"The root of the flaw lies in the routers' missing access restrictions and missing input validation in the command parameter," writes Threatpost's Christopher Brook. "Messner claims even unauthenticated users can target routers, trick them into landing on their own website and then execute malicious commands by injecting scripts."
"In a short test, The H's associates at heise Security found that many of the devices can even be accessed from the internet and managed to inject a harmless command into such a router," The H Security reports. "A real attacker could randomly exploit systems, for example to divert a router's entire internet traffic to a third-party server."
"In addition, the expert has found that administrator passwords are [stored] in plain text," writes Softpedia's Eduard Kovacs. "Cybercriminals can also easily modify passwords since the current password is not required during the process. The only requirement is for the attacker to have access to an authenticated browser."https://o1.qnsr.com/log/p.gif?;n=203;c=204660766;s=9477;x=7936;f=201812281312070;u=j;z=TIMESTAMP;a=20392931;e=i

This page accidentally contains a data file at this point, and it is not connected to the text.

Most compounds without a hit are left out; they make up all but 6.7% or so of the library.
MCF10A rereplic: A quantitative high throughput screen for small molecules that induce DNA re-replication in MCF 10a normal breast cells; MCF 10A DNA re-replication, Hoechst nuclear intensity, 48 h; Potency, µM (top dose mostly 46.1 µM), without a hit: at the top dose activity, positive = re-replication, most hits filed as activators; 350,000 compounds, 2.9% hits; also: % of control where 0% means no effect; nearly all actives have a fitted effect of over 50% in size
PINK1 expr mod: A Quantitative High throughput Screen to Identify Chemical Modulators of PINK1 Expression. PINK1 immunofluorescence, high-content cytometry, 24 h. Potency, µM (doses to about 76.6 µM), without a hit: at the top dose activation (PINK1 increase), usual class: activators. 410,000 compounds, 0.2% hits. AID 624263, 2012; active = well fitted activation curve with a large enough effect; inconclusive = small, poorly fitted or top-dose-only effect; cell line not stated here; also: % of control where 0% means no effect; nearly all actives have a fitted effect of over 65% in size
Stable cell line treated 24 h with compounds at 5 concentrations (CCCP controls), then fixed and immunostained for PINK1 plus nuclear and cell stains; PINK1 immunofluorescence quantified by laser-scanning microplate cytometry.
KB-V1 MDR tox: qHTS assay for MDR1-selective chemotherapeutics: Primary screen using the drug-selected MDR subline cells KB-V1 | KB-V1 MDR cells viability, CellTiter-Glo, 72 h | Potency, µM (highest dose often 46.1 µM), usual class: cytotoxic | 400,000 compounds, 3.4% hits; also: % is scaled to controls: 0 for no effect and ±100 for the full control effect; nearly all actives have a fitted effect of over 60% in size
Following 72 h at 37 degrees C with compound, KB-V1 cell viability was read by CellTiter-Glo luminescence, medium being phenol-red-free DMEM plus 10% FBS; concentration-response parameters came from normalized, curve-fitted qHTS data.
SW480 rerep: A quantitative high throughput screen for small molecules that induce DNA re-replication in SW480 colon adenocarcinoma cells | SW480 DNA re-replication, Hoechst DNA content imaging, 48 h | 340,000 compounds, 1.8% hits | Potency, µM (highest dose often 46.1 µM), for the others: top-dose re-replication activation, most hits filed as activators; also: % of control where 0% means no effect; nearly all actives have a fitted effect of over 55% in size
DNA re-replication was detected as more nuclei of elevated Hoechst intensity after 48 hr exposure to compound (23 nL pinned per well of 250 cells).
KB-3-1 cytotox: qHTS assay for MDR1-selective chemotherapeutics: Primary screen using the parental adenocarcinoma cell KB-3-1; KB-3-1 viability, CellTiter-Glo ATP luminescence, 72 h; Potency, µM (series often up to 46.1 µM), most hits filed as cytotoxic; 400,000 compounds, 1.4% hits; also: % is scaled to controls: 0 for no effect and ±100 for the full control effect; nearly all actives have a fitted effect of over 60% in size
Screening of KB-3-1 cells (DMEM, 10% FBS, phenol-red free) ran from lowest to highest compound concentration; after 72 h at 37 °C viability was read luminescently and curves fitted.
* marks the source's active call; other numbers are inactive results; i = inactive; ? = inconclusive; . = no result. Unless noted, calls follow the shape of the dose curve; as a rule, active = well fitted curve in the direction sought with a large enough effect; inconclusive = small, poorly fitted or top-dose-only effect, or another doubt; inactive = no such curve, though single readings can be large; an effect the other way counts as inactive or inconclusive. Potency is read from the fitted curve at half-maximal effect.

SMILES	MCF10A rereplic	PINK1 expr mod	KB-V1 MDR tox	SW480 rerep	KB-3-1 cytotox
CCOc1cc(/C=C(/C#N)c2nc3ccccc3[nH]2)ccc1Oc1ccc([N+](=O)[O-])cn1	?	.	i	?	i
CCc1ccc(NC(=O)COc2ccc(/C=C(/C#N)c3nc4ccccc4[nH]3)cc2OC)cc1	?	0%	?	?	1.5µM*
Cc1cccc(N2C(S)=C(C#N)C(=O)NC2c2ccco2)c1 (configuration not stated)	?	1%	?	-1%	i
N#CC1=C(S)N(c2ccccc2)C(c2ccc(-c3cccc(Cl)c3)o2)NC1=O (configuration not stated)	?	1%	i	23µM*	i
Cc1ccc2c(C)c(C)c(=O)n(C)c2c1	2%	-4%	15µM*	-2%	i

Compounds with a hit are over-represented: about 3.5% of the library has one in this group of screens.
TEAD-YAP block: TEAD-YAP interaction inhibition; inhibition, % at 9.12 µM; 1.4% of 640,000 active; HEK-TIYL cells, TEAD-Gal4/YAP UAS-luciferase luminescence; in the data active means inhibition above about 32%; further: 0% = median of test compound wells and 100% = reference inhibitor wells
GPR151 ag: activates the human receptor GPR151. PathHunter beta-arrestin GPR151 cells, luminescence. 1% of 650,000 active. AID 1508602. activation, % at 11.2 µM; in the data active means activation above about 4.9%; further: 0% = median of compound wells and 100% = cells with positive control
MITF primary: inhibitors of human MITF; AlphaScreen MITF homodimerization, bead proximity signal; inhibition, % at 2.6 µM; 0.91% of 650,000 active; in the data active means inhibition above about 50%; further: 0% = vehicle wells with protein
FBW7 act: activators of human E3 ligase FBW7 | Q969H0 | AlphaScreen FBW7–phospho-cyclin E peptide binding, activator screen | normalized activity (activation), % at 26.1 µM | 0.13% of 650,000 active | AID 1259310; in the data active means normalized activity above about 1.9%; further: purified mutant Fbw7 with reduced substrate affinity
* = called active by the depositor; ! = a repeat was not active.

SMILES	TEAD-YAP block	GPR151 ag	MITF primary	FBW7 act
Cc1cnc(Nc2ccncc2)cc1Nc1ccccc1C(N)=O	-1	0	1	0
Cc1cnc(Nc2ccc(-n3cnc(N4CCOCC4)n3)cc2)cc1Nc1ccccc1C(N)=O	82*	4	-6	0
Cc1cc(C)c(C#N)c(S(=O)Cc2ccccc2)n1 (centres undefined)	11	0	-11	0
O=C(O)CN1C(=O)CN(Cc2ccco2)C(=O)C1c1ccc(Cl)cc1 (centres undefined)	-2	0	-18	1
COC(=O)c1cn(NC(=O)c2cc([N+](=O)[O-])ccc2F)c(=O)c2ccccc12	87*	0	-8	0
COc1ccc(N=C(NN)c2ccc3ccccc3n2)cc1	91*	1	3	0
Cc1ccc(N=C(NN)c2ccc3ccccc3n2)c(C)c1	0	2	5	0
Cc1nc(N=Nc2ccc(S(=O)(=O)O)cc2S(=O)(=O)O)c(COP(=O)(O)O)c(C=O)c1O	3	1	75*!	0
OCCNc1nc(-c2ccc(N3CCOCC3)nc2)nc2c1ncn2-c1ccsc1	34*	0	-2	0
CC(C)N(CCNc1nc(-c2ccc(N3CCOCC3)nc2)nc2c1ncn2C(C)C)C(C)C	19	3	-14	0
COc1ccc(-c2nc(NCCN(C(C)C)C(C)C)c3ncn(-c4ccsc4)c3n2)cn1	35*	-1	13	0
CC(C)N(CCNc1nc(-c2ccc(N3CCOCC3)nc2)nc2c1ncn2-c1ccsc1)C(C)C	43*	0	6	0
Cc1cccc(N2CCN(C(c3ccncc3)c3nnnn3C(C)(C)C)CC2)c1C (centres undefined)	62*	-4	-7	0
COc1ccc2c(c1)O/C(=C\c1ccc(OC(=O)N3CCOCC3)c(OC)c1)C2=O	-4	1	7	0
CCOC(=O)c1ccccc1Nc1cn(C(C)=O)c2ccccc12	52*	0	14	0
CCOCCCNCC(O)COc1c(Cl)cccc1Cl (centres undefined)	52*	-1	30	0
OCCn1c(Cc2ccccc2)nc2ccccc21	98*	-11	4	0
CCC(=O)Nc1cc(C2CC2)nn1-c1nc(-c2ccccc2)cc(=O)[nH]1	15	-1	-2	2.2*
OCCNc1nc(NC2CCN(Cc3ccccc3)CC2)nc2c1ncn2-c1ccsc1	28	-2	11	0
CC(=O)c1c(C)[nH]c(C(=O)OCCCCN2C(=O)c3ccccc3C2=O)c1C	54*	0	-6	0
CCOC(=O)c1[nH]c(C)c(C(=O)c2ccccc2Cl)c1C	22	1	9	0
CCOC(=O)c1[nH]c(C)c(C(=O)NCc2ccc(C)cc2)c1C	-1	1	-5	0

When he provided D-Link with information on the vulnerabilities, Messner reports, "D-Link responded that this is a security problem from the user and/or browser and they will not provide a fix."